By Seun Sanni and Angela Ukomadu
LAGOS, Sept 30 (Reuters) - Police in Nigeria's biggest city, Lagos, have freed 19 women and girls who had mostly been abducted and impregnated by captors planning to sell their babies.
The girls and women, aged from 15 to 28, had been brought from all over Nigeria with promises of work, Lagos police said on Monday. Four babies were also found.
"Baby factories", as such premises are widely known, are most common in parts of eastern Nigeria.
"The young women were mostly abducted by the suspects for the purpose of getting them pregnant and selling the babies to potential buyers. The girls were tricked with employment as domestic staff in Lagos," said Lagos police spokesman Bala Elkana.
"Boys are sold for 500,000 naira ($1,630) and girls for 300,000 naira ($980)."
The girls and women were brought to Lagos from the southern and eastern states of Rivers, Cross River, Akwa Ibom, Anambra, Abia and Imo.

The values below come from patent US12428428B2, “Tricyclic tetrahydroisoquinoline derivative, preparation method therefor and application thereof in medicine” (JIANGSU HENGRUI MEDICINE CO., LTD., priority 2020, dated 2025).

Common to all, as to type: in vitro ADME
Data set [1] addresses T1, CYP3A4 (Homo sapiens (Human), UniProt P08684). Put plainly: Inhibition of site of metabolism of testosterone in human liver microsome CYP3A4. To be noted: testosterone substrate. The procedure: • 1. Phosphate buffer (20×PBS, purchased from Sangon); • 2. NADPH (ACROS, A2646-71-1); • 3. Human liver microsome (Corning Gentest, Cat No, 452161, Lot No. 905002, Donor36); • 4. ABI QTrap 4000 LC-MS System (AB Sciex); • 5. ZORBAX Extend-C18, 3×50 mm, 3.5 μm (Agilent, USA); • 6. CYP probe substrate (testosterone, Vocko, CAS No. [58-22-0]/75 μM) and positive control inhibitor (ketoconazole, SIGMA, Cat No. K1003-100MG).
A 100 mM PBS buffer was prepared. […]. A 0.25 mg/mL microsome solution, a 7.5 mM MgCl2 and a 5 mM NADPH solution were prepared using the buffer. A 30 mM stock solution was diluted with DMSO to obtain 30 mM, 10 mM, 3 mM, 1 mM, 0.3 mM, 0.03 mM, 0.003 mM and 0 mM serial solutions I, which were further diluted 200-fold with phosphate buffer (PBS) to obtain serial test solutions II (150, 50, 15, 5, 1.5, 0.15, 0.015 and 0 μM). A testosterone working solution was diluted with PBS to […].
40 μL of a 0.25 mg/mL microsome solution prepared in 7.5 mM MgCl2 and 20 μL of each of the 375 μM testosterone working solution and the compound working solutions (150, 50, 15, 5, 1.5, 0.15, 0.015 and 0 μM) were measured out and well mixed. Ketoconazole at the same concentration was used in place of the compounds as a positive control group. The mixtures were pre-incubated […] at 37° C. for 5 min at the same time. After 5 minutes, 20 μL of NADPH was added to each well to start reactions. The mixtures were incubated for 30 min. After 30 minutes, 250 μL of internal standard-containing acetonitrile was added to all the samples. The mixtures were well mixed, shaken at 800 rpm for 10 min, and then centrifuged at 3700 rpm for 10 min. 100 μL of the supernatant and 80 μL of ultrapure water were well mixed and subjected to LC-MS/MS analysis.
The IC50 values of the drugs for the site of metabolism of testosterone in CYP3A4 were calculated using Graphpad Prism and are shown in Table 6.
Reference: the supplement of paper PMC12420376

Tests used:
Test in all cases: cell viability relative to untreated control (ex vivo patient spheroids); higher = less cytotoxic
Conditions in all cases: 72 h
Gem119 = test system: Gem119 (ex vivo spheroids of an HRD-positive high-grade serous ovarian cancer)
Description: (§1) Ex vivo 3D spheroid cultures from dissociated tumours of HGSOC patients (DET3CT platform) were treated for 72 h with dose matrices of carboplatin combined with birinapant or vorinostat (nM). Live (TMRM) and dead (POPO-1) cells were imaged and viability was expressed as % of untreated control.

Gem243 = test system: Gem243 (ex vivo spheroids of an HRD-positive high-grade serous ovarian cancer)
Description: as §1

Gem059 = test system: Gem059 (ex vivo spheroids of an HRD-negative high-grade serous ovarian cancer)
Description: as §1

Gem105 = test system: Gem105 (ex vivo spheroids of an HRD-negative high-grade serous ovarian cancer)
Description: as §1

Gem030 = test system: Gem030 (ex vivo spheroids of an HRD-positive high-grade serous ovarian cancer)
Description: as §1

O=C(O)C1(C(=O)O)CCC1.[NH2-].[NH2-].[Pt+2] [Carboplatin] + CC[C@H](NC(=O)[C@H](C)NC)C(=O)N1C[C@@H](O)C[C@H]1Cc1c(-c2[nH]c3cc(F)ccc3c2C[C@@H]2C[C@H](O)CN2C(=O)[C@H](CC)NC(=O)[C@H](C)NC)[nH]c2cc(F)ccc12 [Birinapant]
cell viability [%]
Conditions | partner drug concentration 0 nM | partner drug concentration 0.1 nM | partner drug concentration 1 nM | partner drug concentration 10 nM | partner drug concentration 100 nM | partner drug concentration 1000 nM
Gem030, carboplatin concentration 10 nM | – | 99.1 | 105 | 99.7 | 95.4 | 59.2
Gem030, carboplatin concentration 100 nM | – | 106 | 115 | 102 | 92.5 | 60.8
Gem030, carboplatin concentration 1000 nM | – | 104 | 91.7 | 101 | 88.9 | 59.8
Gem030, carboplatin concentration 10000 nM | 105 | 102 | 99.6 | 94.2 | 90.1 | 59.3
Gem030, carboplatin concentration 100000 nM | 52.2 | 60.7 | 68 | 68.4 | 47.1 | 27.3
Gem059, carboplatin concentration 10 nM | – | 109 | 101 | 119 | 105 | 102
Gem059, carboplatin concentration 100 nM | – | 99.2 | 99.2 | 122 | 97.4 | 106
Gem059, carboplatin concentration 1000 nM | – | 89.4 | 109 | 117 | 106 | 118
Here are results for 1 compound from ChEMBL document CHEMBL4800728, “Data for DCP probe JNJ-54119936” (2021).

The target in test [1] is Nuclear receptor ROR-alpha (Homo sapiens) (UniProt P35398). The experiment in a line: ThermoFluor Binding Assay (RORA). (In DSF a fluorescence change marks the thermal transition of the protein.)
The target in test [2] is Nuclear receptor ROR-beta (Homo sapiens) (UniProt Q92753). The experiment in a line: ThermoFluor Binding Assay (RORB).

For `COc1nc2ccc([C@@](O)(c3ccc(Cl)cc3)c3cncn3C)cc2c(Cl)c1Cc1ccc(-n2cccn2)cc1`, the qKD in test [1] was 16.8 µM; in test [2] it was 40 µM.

Elkana said the raid had taken place on Sept. 19 but had been kept secret to enable the police to apprehend suspects.
Two women aged 40 and 54 were arrested in connection with the case and police were still looking for a third.
One of the freed women, who did not want to be named, said she had been impregnated by her boyfriend and told by her aunt that there was a job for her in Lagos.
She said a woman to whom she was introduced had induced her labour when she was seven months pregnant.
"After being in labour for three days, that was when police raided the place and took all of them. The baby came out weak and finally died," she told Reuters.
Elkana said the state criminal investigation department would take over the case and was working with other agencies to resettle the women and girls and their babies.
Last week, around 400 boys and men, some as young as five and many in chains and scarred from beatings, were rescued from a building in the northern city of Kaduna that purported to be an Islamic school.
($1 = 305.9500 naira)
(Reporting By Seun Sanni and Angela Ukomadu, writing by Libby George; editing by Alexis Akwagyiram and Kevin Liffey)
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